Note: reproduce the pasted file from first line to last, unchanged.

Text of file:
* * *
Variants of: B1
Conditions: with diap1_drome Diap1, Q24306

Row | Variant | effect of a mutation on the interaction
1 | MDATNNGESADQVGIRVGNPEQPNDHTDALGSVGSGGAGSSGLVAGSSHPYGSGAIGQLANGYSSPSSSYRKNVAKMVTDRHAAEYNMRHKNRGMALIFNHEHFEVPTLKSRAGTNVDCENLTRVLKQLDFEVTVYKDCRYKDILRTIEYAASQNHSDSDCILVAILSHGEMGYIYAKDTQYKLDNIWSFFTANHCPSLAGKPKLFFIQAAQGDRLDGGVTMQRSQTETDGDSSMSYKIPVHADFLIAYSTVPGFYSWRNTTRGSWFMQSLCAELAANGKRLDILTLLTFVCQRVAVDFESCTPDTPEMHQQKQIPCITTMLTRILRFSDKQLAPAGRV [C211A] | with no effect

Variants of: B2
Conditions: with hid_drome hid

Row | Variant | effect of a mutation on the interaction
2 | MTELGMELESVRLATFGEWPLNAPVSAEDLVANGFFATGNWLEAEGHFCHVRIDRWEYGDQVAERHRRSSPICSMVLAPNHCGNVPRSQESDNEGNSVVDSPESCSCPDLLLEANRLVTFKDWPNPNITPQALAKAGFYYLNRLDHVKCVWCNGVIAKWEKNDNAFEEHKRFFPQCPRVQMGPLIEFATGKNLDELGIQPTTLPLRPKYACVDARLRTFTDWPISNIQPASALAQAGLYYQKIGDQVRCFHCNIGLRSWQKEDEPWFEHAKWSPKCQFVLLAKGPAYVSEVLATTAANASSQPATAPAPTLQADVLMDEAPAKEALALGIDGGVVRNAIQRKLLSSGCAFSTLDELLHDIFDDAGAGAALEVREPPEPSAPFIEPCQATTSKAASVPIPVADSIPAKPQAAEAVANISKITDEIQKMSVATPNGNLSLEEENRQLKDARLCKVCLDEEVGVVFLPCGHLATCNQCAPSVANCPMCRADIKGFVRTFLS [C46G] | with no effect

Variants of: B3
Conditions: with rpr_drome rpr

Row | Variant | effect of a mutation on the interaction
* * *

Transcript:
Variants of: B1
Conditions: with diap1_drome Diap1, Q24306

Row | Variant | effect of a mutation on the interaction
1 | MDATNNGESADQVGIRVGNPEQPNDHTDALGSVGSGGAGSSGLVAGSSHPYGSGAIGQLANGYSSPSSSYRKNVAKMVTDRHAAEYNMRHKNRGMALIFNHEHFEVPTLKSRAGTNVDCENLTRVLKQLDFEVTVYKDCRYKDILRTIEYAASQNHSDSDCILVAILSHGEMGYIYAKDTQYKLDNIWSFFTANHCPSLAGKPKLFFIQAAQGDRLDGGVTMQRSQTETDGDSSMSYKIPVHADFLIAYSTVPGFYSWRNTTRGSWFMQSLCAELAANGKRLDILTLLTFVCQRVAVDFESCTPDTPEMHQQKQIPCITTMLTRILRFSDKQLAPAGRV [C211A] | with no effect

Variants of: B2
Conditions: with hid_drome hid

Row | Variant | effect of a mutation on the interaction
2 | MTELGMELESVRLATFGEWPLNAPVSAEDLVANGFFATGNWLEAEGHFCHVRIDRWEYGDQVAERHRRSSPICSMVLAPNHCGNVPRSQESDNEGNSVVDSPESCSCPDLLLEANRLVTFKDWPNPNITPQALAKAGFYYLNRLDHVKCVWCNGVIAKWEKNDNAFEEHKRFFPQCPRVQMGPLIEFATGKNLDELGIQPTTLPLRPKYACVDARLRTFTDWPISNIQPASALAQAGLYYQKIGDQVRCFHCNIGLRSWQKEDEPWFEHAKWSPKCQFVLLAKGPAYVSEVLATTAANASSQPATAPAPTLQADVLMDEAPAKEALALGIDGGVVRNAIQRKLLSSGCAFSTLDELLHDIFDDAGAGAALEVREPPEPSAPFIEPCQATTSKAASVPIPVADSIPAKPQAAEAVANISKITDEIQKMSVATPNGNLSLEEENRQLKDARLCKVCLDEEVGVVFLPCGHLATCNQCAPSVANCPMCRADIKGFVRTFLS [C46G] | with no effect

Variants of: B3
Conditions: with rpr_drome rpr

Row | Variant | effect of a mutation on the interaction